Many managers of data science teams become managers because they were great individual contributors and not necessarily because they have the skills or the training to lead a team. (I include myself in this group.) But management is a skill in itself, and relying on your experience as a successful individual contributor is not enough to ensure that you are able to retain and develop great talents while providing learning, products and results to the organization. Great data scientists have career options and won’t put up with bad managers for long. If you want to keep great data scientists, you had better commit to being a great manager.
What does it take to become a good manager? Volumes have been written on this subject, of course, including from HBR. But in my experience, there are a few areas that are particularly important for those leading data science teams. Good management means taking care of your team members, connecting their work to the business, and building diverse, resilient, and high-performing teams.
Build trust and be candid
Trust, authenticity and loyalty are essential for good management. This is especially true in data science where confusion around the discipline and its role in the organization means that the team leader is responsible for isolating team members from unreasonable requests and explaining the role of the team to the rest of the organization. Your team must be confident that you will have their backs.
Having the back of your employees does not mean blindly defending them at all costs. This means making sure they know you value their contributions. The best way to do this is to make sure that your team members have interesting projects to work on, and that they aren’t overloaded with projects with vague requirements or unrealistic deadlines (which is all too common given the high demand for data scientists.)
To build trust over time, you need to invest in the franchise. Data scientists are intelligent people who are trained to query and process information. Therefore, my heuristic is to be about 20% more direct and candid than you might think. Be transparent with the good guys and the bad throughout the entire process, from recruiting to onboarding, day-to-day, performance reviews and when discussing team, department and organizational strategy. It is painful but essential for success. The moment you start to “be nice” to avoid a difficult conversation, you and your team have started to lose.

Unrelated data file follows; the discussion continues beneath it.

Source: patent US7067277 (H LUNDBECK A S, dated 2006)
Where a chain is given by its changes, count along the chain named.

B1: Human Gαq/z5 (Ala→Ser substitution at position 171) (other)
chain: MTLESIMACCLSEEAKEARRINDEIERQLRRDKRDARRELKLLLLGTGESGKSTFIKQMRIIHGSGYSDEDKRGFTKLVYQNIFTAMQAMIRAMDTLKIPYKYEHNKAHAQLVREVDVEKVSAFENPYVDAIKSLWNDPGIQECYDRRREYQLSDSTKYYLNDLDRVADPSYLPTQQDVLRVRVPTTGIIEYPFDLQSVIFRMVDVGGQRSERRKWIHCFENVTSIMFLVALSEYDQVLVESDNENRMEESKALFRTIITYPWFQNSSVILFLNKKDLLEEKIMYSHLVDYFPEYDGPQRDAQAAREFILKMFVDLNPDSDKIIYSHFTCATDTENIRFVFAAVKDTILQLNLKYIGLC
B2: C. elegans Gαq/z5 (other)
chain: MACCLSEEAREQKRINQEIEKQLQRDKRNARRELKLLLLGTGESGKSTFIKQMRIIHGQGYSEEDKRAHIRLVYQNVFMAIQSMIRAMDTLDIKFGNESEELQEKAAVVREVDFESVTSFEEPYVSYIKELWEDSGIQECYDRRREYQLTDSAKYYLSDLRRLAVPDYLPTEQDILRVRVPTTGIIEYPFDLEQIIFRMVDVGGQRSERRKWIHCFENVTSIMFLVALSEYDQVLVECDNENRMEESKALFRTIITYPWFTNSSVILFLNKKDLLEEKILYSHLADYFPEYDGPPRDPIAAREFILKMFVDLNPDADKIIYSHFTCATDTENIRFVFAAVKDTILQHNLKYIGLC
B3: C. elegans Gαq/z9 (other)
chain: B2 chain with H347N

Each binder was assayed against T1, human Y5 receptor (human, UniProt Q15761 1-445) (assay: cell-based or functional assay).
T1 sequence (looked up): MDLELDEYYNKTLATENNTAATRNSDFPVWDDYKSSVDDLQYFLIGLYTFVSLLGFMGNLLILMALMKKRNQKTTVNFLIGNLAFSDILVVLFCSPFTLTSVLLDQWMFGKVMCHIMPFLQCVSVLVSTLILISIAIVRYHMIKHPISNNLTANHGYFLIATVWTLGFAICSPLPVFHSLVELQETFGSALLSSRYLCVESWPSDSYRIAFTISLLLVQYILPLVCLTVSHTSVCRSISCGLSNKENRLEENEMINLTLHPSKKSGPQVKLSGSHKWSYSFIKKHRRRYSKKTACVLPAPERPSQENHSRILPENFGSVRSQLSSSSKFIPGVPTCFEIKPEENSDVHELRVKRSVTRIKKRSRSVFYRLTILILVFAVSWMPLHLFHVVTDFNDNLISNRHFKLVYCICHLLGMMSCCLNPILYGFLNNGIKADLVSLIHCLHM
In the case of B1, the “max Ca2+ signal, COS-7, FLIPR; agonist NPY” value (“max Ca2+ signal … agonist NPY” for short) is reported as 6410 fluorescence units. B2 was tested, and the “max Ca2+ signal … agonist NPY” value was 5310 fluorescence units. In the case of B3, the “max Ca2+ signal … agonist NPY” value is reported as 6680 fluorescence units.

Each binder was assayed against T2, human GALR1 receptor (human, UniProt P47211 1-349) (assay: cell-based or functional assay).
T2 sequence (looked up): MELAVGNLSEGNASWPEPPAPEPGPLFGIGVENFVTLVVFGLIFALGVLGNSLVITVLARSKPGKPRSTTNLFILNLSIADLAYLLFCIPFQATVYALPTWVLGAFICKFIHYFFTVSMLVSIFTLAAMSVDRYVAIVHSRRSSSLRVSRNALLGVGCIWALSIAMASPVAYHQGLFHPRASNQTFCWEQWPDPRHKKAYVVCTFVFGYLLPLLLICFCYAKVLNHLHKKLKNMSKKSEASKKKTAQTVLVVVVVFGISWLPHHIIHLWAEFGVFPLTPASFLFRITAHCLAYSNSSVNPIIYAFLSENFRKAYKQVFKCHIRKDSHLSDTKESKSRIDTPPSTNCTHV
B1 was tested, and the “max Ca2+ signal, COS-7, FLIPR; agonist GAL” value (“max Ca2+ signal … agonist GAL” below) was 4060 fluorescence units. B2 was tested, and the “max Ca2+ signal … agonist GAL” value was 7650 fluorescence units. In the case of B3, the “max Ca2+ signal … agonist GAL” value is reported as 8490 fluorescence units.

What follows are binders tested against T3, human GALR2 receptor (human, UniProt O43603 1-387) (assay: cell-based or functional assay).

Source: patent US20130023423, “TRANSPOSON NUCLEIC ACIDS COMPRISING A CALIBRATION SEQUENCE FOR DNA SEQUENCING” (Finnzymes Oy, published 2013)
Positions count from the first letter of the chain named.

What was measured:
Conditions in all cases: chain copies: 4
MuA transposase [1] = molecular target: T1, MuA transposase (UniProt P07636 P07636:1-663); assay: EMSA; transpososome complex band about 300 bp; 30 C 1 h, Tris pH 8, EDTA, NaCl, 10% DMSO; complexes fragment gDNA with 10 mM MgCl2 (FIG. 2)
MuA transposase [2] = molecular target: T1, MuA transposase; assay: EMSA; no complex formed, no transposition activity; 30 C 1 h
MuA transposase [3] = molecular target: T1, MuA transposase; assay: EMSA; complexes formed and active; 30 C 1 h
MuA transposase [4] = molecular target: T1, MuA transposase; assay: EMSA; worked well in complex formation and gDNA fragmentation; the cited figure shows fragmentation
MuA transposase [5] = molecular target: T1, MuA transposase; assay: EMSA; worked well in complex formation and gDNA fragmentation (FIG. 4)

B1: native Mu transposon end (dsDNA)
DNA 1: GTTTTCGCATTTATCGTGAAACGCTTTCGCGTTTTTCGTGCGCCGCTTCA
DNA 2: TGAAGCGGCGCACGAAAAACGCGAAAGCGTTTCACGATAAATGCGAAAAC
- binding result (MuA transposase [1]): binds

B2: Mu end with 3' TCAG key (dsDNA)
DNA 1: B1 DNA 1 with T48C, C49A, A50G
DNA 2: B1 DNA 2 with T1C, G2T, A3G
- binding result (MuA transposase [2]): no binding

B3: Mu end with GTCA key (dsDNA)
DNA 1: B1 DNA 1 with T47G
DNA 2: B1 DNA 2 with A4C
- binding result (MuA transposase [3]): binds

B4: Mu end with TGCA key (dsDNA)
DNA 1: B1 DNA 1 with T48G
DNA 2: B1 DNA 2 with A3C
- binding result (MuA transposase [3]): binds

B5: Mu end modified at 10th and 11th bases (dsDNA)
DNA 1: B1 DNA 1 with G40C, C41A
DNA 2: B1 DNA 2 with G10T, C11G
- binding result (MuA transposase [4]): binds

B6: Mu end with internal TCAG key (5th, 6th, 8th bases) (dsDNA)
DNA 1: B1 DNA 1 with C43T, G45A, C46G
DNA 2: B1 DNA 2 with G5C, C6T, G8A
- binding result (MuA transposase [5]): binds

Lastly, comments need to be consistent and two-way, and big data scientists will smell bullshit a mile away. If you say you believe in the franchise but get on the defensive or (worse!) Don’t actually act on the feedback, then your best connections will want to go.
Connect work to business
To get the most out of a data scientist’s time, he must have a clear understanding of the business purpose behind the project. One of the most important jobs of a data science manager is to anchor the work of your team in the context of a larger organizational strategy. Unfortunately, this is not always easy to do.
Data science projects often start with a question from someone outside of the team. But often the question the person asks is not exactly what they really want to know. Much of managing data science involves discussing and refining stakeholder questions to better understand what information they actually want and how it will be used. Don’t let questions or requests become projects for your team until you know exactly what the stakeholder wants to understand and how they will use it. Having very clear goals for the data-related questions that come your way is one of the most important things you can provide to your team.
Of course, stakeholders cannot always answer these questions on their own. They might not have a clear idea of what a finished data science product would look like (or how they would apply it). To fill this gap, ensure that members of the data science team are regularly invited to product and strategy meetings. That way, they can participate in the creative process rather than just responding to requests.
Build large teams
Many professionals are trying to break into the “sexiest profession of the 21st century ”and so, as a data scientist, you will have a lot of applications and need to be picky. Take the opportunity to be picky about good manners. Take care of your hiring process.